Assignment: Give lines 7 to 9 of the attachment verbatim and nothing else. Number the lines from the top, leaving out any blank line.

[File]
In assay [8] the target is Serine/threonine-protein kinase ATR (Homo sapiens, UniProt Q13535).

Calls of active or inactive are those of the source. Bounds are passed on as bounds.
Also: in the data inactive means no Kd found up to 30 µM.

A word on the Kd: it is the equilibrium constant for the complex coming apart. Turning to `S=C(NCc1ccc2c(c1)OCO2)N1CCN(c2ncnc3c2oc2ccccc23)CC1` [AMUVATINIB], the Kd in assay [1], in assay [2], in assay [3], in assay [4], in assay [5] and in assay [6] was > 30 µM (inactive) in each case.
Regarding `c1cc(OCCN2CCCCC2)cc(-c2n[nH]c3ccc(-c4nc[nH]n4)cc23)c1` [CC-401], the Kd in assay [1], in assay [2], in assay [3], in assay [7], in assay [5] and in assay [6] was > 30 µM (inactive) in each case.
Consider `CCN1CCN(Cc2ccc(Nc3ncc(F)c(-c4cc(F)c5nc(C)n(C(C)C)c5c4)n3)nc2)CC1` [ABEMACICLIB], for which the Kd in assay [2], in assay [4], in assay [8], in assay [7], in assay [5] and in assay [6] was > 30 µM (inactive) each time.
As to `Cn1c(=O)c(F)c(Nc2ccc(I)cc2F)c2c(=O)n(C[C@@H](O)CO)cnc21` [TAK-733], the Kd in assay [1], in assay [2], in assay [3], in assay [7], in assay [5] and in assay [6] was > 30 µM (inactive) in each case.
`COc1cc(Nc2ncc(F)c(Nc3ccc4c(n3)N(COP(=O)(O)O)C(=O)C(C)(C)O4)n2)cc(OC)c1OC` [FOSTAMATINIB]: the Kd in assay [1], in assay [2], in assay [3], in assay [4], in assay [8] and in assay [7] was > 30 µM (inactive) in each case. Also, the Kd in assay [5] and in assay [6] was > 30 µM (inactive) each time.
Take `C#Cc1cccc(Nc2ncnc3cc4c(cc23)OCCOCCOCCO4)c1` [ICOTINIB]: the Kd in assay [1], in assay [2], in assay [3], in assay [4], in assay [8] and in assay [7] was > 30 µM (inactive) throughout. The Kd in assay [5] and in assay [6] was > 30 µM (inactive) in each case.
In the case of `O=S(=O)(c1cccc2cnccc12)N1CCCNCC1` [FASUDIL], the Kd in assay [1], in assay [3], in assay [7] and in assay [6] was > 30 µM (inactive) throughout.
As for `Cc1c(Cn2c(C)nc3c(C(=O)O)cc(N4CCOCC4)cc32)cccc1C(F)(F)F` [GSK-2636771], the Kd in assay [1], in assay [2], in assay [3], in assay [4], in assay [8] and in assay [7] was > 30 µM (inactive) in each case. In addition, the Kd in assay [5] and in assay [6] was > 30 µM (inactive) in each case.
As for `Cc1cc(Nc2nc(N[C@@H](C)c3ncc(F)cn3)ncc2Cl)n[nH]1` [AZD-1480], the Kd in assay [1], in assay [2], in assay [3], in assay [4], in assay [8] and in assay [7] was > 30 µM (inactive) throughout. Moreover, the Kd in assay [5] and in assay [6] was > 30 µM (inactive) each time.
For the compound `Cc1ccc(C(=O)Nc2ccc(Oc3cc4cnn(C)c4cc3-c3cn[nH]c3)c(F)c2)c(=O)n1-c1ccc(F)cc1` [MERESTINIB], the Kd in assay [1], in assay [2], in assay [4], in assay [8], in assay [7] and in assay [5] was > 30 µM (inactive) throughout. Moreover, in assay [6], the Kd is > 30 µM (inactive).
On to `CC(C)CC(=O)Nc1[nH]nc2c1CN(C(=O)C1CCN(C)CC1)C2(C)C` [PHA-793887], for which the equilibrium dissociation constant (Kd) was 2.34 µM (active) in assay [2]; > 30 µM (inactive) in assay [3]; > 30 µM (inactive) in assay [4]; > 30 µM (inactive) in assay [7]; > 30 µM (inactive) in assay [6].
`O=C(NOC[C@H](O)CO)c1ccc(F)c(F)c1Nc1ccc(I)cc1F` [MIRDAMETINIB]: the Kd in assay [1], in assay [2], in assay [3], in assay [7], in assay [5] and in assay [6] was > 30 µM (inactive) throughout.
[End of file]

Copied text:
As to `Cn1c(=O)c(F)c(Nc2ccc(I)cc2F)c2c(=O)n(C[C@@H](O)CO)cnc21` [TAK-733], the Kd in assay [1], in assay [2], in assay [3], in assay [7], in assay [5] and in assay [6] was > 30 µM (inactive) in each case.
`COc1cc(Nc2ncc(F)c(Nc3ccc4c(n3)N(COP(=O)(O)O)C(=O)C(C)(C)O4)n2)cc(OC)c1OC` [FOSTAMATINIB]: the Kd in assay [1], in assay [2], in assay [3], in assay [4], in assay [8] and in assay [7] was > 30 µM (inactive) in each case. Also, the Kd in assay [5] and in assay [6] was > 30 µM (inactive) each time.
Take `C#Cc1cccc(Nc2ncnc3cc4c(cc23)OCCOCCOCCO4)c1` [ICOTINIB]: the Kd in assay [1], in assay [2], in assay [3], in assay [4], in assay [8] and in assay [7] was > 30 µM (inactive) throughout. The Kd in assay [5] and in assay [6] was > 30 µM (inactive) in each case.